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Trilingual Psalter

This fascinating psalter from medieval Sicily shows what a cultural crossroads it was under the enlightened rule of King Roger II: the document carries three parallel version of the psalms in Greek, Latin and Arabic, the latter probably for the benefit of converts from Islam.

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Trilingual Psalter

Harley Trilingual Psalter Palermo, Italy, between 1130 and 1154. Psalm 81 (80)
BL Harley MS 5786, f. 106v
Copyright © The British Library Board

What is a Psalter?

The Psalms are 150 ancient songs, grouped together to form one of the Old Testament books of the Bible. In the Middle Ages (and down to the present day) they formed a fundamental part of Christian and Jewish worship, for ecclesiastics and lay-people alike; many people learnt to read by being taught the Psalms. The Psalms were often written out separately from the rest of the Bible, preceded by a calendar of the Church's feast-days, and followed by various types of prayers. Such a volume is known as a Psalter.

Why is this Psalter in three languages?

During the period this manuscript was produced, the court of the Norman king of Sicily, Roger II (r. 1130-54), formed a crossroads at which Greek, Latin and Arabic cultures met. The Psalter, with its parallel texts, was probably used at the royal chapel in Christian services that included converts from Islam.

Many of the major Latin Psalm divisions have marginal comments in Arabic, as here, which marks this Psalm as that to be said on Fridays, corresponding to the Latin divisions of the Psalms to be read for that day.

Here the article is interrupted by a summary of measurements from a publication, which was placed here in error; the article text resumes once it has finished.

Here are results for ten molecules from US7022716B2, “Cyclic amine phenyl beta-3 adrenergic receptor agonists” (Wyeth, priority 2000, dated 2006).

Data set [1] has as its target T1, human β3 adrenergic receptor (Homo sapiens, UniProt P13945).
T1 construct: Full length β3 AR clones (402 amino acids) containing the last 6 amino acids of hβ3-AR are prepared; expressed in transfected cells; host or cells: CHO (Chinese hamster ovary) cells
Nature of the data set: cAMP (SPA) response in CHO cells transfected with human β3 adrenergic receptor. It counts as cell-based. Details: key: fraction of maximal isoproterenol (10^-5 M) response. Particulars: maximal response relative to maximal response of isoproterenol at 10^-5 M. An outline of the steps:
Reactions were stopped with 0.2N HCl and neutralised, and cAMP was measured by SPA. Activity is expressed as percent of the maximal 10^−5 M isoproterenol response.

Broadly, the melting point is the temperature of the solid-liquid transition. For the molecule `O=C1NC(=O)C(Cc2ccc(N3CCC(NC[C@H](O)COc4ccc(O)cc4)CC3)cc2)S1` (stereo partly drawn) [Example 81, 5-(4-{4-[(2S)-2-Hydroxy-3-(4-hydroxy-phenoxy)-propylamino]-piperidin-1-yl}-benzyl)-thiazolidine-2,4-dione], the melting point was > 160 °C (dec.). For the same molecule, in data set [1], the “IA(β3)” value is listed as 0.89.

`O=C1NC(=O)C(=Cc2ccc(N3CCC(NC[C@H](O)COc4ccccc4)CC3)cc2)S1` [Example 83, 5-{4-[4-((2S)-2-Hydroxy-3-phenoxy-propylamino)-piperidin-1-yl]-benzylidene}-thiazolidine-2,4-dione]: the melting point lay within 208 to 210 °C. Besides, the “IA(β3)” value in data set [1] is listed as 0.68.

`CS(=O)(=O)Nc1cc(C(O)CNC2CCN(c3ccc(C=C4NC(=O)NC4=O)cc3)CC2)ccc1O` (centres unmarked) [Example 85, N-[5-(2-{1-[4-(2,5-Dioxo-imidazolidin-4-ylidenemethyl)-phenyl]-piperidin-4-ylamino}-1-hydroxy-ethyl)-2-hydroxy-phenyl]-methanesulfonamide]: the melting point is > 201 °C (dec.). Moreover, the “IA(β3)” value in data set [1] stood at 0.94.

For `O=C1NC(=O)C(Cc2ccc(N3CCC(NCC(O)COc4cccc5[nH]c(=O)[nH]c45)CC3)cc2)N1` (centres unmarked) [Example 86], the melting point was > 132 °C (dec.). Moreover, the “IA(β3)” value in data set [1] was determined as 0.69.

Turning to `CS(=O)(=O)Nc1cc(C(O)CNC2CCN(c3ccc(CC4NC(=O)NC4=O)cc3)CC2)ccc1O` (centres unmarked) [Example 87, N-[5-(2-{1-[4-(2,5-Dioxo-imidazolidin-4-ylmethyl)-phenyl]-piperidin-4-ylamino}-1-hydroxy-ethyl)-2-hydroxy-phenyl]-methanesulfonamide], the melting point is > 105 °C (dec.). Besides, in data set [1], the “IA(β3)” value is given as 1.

The Greek text is taken from the Septuagint (the Greek version of the Hebrew Bible adopted by Christians), and the Latin is the Gallican translation of St Jerome.

The Arabic translation of the Psalms was made from the Greek by a deacon of the Melkite Church of Antioch (a Byzantine Eastern Orthodox church), Abu'l-Fath 'Abdall-h ibn al-Fadl ibn 'Abdall-h al-Mutr-n al-Antaki, in the 11th century.

Who was King Roger?

Roger II of Sicily (1095-1154) managed to unite all the Italian lands taken by the Normans into one strong, centralised kingdom. This Psalter comes from the high point of his reign, between 1130 and his death, during which time Sicily was the leading maritime power in the Mediterranean. Roger's court welcomed scholars and learned men of all races and faiths: an Arab geographer might discuss vital matters of the day with a Greek historian and an English official.

He was the inspiration for Polish composer Karol Szymanowski's 1926 opera King Roger, which reflects three cultures: Act I is 'Byzantine', Act II 'Oriental' and Act III 'Greco-Roman'.

Christ Pantocrator in the dome of church of Cefalu, Sicily: an image would have been familiar to Roger II

What is on this page?

This page shows Psalm 81 (according to modern numbering; it is 80 in the Vulgate version) A community laments in the time of military defeat, and asks God to lead them to victory: "Hear us, O Shepherd of Israel, you who lead Joseph like a flock; you who sit enthroned between the cherubim, shine forth before Ephraim, Benjamin and Manasseh. Awaken your might; come and save us..."